Eight months after launching its marbled cultured beef product, it recently debuted a ready-to-cook cultivated grouper fish product – utilising grouper cells provided by its Singapore counterpart Umami Meats – at a tasting event in Israel.
After the meat has been cultivated with animal cells inside a bioreactor, 3D printing is then used to regulate the nutritional content, as well as to provide a more realistic texture.
Speaking to FoodNavigator-Asia, Steakholder Foods’ co-founder and CEO Arik Kaufman explained that it wanted to expand its portfolio to demonstrate its capabilities in both 3D printing diversified species, and partnering with different industry players – spanning cultivated meat start-ups to larger, traditional meat or fish producers.
Kaufman added that the partnership with Umami Meats was in part fuelled by a grant received through a collaboration between the Singapore and Israeli innovation authorities.
Revamped partnership strategy
Targeting food companies looking to launch end products, Steakholder Foods plans to commence sales for its first printers next year, alongside complementary products and services such as its proprietary beef and avian cell lines.
“Aside from selling our products, there is a possibility of partnering more on a strategic level with respect to producing new printers designed for certain sectors. For instance, if there is a company that wants to 3D print certain seafood and they have their advantages, I can see ourselves partnering with a strategic player to develop a niche printer,” said Kaufman.
Kaufman said that “B2C model does not make sense today in current market conditions,” and its business model would evolve with the regulatory and economic landscape for cultivated meat.
“In the beginning, we wanted to solve everything from developing the cell lines and medium in-house and selling [directly] to end customers. I think we’ve matured and understand today that we cannot solve everything with our own resources and amid current market conditions.
“I think our edge lies in our printing capabilities. Currently, I’m not aware of any other companies that has both the hardware and software capabilities to develop complex cultivated meat or fish products.”
In this regard, it closed its Belgain subsidiary Peace of Meat (PoM) that was specialising in cultured fat, claiming in its press statement that it wanted to “focus its efforts [on] the advancement of its core technology 3D printing of cultured products, and potential collaborations.”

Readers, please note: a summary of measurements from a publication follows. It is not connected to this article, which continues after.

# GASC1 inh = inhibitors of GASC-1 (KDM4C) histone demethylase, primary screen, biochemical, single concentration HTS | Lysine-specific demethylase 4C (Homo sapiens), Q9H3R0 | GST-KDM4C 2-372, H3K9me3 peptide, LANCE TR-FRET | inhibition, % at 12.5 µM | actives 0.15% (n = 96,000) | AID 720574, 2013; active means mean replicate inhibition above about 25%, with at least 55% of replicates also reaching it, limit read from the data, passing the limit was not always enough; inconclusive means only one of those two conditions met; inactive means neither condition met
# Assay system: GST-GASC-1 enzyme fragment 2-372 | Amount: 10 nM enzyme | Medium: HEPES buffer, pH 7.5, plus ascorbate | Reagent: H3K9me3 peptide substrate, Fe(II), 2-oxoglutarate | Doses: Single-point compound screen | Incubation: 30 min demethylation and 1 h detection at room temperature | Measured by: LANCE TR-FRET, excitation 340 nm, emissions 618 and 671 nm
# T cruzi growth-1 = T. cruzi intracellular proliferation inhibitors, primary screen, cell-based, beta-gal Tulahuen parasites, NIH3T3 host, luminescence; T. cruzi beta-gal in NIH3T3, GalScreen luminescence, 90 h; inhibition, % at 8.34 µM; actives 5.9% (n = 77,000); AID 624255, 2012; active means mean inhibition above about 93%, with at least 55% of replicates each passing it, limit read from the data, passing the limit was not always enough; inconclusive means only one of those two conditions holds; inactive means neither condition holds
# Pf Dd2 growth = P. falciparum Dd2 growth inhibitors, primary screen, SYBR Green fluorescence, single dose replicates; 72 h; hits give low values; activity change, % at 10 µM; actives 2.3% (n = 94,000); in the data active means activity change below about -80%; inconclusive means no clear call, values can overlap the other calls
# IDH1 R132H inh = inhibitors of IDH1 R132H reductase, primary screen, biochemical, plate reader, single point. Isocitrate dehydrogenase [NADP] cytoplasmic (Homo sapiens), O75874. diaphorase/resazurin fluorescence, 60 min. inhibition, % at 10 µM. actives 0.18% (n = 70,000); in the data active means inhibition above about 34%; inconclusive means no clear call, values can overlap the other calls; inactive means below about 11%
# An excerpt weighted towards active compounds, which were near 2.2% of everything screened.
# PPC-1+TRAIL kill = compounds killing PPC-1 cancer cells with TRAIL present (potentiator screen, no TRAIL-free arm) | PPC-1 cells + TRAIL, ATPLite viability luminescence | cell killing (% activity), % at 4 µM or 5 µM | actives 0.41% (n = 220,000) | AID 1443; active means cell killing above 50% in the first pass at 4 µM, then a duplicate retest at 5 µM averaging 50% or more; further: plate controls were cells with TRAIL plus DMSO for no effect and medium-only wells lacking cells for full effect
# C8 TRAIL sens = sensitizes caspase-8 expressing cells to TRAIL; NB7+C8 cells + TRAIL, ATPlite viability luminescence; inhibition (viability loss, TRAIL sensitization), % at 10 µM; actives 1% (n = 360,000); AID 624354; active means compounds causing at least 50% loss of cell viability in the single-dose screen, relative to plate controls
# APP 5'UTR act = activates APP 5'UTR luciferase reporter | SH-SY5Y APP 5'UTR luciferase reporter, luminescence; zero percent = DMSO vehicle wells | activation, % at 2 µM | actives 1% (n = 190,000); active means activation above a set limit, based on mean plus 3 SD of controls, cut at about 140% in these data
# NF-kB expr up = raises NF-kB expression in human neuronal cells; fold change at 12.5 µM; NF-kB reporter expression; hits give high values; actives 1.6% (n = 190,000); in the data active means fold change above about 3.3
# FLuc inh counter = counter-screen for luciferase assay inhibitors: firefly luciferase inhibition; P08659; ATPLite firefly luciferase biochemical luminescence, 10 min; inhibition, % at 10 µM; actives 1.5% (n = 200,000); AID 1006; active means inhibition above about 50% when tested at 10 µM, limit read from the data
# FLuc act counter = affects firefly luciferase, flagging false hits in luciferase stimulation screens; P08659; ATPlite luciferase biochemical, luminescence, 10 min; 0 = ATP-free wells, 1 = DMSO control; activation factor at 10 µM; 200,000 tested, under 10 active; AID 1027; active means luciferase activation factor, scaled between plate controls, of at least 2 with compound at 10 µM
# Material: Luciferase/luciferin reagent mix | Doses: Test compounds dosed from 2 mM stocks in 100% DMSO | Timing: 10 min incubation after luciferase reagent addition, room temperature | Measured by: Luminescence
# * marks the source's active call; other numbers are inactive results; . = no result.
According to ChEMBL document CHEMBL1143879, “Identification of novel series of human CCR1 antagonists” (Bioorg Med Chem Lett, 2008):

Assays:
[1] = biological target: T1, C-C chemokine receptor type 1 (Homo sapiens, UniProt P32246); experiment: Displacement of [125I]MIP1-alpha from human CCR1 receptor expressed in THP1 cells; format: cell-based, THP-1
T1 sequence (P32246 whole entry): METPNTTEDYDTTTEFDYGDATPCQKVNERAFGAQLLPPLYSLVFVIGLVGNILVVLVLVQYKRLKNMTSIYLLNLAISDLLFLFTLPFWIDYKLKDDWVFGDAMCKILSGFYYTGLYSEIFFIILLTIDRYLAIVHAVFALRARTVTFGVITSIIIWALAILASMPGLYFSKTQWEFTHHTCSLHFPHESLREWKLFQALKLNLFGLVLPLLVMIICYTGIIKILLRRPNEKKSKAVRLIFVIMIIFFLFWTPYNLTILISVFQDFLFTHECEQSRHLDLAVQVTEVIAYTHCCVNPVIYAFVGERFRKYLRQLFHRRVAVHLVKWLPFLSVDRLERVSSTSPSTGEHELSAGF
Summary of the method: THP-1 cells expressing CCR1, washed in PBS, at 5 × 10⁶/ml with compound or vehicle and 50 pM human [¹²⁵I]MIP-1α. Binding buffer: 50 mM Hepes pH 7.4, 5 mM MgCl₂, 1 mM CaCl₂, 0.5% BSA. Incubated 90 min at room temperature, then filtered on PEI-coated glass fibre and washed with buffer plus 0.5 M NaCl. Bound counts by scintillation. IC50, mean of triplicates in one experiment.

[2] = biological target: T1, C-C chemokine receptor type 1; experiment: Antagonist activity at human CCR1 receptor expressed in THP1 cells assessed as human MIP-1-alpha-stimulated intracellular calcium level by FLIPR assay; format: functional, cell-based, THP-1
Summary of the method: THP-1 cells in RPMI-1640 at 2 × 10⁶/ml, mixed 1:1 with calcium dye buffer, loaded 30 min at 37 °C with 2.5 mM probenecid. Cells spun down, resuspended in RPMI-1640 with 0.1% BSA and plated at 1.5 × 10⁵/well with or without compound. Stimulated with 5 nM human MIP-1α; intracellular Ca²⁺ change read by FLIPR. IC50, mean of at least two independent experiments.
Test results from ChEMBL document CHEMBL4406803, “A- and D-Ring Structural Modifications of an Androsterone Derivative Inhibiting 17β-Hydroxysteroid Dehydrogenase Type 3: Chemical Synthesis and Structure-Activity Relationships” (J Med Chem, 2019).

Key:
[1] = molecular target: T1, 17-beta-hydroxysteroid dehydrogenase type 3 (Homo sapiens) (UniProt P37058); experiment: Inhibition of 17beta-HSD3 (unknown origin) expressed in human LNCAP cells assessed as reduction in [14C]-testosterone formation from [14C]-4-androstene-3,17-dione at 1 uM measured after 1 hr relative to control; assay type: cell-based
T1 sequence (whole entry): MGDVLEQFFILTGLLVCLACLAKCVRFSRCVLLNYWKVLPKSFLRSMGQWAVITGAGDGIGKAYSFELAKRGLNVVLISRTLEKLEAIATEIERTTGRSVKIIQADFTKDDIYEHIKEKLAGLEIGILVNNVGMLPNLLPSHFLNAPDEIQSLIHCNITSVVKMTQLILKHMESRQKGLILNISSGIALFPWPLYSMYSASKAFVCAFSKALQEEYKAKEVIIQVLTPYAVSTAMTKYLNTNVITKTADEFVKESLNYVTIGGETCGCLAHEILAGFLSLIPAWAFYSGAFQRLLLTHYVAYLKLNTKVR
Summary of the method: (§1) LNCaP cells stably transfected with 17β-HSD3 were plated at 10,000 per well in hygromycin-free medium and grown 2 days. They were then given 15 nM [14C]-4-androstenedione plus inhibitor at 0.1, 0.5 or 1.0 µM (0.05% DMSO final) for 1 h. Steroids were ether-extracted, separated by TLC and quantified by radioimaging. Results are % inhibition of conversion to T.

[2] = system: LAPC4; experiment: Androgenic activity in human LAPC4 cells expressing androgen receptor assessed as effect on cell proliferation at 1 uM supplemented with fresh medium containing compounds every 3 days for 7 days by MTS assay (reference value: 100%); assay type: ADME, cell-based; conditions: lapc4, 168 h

“After a few years [since acquisition], we needed to reassess what we should focus on given the current market environment. We wanted to leverage on our edge with respect to the printing capabilities which is the strategy for Steakholder Foods in the near future. We’re aiming to partner with different players that can be like very small start-ups to food giants of the world’s history,” he elaborated.
Remaining challenges in the industry
Kaufman beleives that Steakholder Foods has an edge when it comes to owning the intellectual property (IP) rights to their technologies.
“If we look at other companies that came out of universities or collaboration between two companies, the IP is not theirs. They’re either linked to royalties or joined in the license. Everything we developed from the beginning was developed with the mindset of covering them through patents.
“I think that as this industry evolve, we will see first products entering the market and the revenue stream that will come from these products. The IP that is linked to the development of these products will be very significant. And I think that there we have a very thin edge in this.”
It claimed to have five out of eight patent applications approved currently.
Its cultivated fish was a hybrid product made with cultivated and plant-based ingredients, and takes about three minutes to print, said Kaufman. He added that the industrial scale printers can achieve that within less than a minute.
Watch the video to find out more about Steakholder Foods' 3D printing capabilities:
While it is unable to disclose the cost of production at this point, it said that the industry has “reached an advanced point that the more significant challenges linked to technology are behind us” and the key challenge is refining the cultivated meat products.
It added that it foresees 2028 as the year the whole industry will reach cost parity.
“The first products to enter the market are those with a low technological complexity – meaning they will contain some cultivated meat mixed with plant-based ingredients. The next generation will see more complex products, either containing a higher percentage of cultivated ingredients or separating muscle and fat tissues. The marbling or flakiness will be more advanced,” Kaufman said.